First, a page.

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While it's true that most wedding gowns go all the way down to the floor and bridal legs are rarely exposed, that's no excuse for less than smooth legs (or, ahem, other areas as well). Whether you're dreaming of glistening, pristine honeymoon legs, eyebrows on fleek (is "fleek" even still a thing?) or you have other, more intimate hair removal goals — there are a few golden rules for seamless pre-wedding hair removal.
There's a Reason They're Called Professionals
You don't have to go it alone! While drugstore aisles are filled with do it yourself kits, strips, and creams, you really don't want to mess around if you're less than experienced, especially before your wedding day. Professional technicians, estheticians, and beauticians do this for a living — so trust them on this one.
Whether you're lazering, waxing, or tweezing moisturized skin is key. Plain and simple, the right moisturizer increases skin quality, appearance, and resiliency. Because of this, you should be following a moisturizing routine religiously prior to embarking on a hair-removal adventure. Just be careful and follow your professional's recommendations for pre and post hair removal application.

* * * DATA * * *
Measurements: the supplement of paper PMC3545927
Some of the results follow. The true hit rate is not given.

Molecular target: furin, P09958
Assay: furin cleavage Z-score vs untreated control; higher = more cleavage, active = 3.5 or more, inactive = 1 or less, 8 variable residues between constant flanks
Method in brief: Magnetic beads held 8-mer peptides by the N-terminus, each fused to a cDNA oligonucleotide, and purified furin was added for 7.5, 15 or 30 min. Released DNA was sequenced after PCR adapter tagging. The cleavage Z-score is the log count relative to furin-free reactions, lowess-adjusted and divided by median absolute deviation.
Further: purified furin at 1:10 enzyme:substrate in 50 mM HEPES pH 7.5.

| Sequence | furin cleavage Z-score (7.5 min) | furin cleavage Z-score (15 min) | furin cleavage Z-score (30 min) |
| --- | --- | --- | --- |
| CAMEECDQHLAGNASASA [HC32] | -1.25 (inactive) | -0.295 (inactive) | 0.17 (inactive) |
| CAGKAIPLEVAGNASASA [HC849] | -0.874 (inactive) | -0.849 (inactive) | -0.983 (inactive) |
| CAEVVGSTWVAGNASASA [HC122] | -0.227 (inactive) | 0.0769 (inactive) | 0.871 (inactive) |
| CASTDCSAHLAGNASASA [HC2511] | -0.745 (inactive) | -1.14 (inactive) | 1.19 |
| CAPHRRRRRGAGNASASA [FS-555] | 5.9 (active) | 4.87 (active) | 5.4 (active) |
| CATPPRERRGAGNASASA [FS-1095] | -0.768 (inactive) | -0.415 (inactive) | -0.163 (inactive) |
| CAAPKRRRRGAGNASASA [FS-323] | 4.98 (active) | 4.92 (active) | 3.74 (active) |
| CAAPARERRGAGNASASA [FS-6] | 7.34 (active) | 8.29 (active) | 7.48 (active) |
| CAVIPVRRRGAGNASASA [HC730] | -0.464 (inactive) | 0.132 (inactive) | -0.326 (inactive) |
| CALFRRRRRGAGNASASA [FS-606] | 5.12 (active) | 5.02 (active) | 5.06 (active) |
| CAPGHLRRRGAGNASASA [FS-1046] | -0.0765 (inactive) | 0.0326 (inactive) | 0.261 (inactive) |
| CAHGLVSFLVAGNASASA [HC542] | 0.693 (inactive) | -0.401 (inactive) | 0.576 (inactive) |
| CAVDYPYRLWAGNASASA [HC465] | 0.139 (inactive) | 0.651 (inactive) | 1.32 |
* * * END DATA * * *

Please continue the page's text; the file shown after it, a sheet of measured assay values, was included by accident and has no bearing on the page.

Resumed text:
Take an Over-the-Counter Pain Reliever
As long as you have no medical concerns or contraindications, taking a pain reliever, anti-inflammatory or NSAID can help with pain, inflammation, and redness post-hair removal. For best results, it's recommended to take it 45 minutes prior to your hair removal endeavors. We recommend taking this with a full glass of water too, to stay hydrated!
SPF — Always
It's a no brainer that you should protect yourself from the sun at all times — but this is especially important for soon to be hair removers. If skin is sunburned or reddened, your skin will be EXTRA sensitive to hair removal, and if you opt for laser hair removal — you will be more likely to burn or suffer hyperpigmentation. No bueno.
Avoid a Certain Time Of Month...
Avoid getting layered, tweezed, waxed, threaded, etc. the week before your menstrual cycle. Science and biology prove that during this time, hair follicles can swell and become more inflamed than usual, and redness can stick around longer. Specifically, fluctuating hormones also often result in increased sensitivity to pain and irritation. While hair removal isn't typically a walk in the park, going during this peak time can make it extra unpleasant, and who needs that?